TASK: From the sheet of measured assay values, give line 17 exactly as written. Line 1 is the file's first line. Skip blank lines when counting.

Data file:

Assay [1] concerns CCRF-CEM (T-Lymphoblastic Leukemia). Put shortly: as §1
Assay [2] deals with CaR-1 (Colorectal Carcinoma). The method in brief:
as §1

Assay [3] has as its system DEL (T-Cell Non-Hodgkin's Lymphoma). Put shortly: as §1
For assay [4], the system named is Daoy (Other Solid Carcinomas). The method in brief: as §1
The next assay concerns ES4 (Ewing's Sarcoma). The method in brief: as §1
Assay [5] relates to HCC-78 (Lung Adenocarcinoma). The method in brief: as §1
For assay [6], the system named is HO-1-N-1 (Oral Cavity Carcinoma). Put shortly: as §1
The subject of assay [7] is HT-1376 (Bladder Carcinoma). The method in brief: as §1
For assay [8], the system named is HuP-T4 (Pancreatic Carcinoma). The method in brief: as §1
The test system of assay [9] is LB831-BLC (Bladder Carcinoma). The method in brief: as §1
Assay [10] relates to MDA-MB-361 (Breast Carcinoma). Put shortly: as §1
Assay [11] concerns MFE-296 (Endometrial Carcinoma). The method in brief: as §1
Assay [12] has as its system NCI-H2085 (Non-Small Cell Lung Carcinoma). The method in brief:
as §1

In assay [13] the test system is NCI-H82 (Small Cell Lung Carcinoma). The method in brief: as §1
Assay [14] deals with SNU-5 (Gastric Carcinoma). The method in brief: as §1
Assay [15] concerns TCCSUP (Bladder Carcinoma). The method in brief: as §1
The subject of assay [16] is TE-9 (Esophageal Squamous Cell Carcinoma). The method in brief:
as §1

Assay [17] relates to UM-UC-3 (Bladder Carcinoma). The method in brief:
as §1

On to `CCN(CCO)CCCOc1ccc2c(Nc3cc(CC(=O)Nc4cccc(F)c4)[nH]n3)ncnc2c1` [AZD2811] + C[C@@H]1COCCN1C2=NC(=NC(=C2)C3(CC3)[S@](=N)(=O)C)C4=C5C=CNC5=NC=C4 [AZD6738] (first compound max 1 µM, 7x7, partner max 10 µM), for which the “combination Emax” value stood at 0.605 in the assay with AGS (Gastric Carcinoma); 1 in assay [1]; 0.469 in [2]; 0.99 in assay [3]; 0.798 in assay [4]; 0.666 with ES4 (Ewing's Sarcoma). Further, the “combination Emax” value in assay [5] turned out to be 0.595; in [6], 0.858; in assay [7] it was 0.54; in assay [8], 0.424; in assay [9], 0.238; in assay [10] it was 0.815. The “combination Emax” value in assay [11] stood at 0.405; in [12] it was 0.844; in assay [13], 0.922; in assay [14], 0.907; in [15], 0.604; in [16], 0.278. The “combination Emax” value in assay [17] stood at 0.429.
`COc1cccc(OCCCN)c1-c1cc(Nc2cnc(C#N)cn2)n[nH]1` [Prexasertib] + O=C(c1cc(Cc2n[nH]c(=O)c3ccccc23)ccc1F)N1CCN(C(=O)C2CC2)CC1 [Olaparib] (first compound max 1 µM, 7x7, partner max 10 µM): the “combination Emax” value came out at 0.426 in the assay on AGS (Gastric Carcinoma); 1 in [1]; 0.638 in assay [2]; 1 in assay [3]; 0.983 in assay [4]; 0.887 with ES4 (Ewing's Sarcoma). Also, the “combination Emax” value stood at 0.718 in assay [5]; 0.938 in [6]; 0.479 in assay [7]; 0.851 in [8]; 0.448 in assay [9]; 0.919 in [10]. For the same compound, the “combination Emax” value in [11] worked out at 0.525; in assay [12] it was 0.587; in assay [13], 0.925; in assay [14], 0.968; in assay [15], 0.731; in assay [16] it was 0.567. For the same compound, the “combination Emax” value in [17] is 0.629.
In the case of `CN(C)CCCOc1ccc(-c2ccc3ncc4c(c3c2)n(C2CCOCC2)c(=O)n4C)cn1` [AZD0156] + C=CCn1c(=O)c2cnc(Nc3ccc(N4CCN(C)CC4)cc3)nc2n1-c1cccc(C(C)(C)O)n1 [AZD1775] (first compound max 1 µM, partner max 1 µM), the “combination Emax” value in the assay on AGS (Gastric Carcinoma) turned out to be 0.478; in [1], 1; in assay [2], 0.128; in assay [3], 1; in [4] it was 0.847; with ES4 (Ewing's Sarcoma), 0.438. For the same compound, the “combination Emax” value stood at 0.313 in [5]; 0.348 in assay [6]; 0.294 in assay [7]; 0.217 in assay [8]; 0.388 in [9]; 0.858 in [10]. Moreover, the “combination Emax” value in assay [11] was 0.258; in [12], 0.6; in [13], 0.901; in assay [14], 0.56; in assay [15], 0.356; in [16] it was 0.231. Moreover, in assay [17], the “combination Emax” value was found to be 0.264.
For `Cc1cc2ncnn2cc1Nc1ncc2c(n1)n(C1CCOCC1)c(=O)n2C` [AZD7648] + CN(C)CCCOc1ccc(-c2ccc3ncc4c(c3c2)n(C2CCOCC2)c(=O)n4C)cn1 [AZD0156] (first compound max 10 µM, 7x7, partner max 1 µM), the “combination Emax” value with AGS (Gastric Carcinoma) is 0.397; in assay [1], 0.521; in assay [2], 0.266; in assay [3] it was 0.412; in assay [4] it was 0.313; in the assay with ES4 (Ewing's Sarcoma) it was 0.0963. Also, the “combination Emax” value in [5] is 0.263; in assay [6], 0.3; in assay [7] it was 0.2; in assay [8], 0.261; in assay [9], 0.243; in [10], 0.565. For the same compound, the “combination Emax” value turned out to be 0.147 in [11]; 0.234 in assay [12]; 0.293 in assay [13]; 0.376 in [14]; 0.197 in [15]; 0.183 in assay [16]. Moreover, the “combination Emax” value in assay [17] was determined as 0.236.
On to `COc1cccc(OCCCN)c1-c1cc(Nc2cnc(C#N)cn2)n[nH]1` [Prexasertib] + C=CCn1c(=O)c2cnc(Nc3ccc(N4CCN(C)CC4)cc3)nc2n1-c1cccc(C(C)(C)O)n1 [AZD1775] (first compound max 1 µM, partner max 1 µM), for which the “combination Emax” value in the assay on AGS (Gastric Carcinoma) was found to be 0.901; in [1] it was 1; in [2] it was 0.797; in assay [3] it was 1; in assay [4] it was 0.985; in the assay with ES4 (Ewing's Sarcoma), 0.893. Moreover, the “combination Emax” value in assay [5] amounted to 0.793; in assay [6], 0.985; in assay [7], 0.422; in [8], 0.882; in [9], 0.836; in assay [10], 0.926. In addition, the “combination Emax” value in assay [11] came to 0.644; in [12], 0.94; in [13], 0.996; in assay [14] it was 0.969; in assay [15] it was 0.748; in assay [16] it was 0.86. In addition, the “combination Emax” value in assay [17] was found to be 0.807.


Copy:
Assay [14] deals with SNU-5 (Gastric Carcinoma). The method in brief: as §1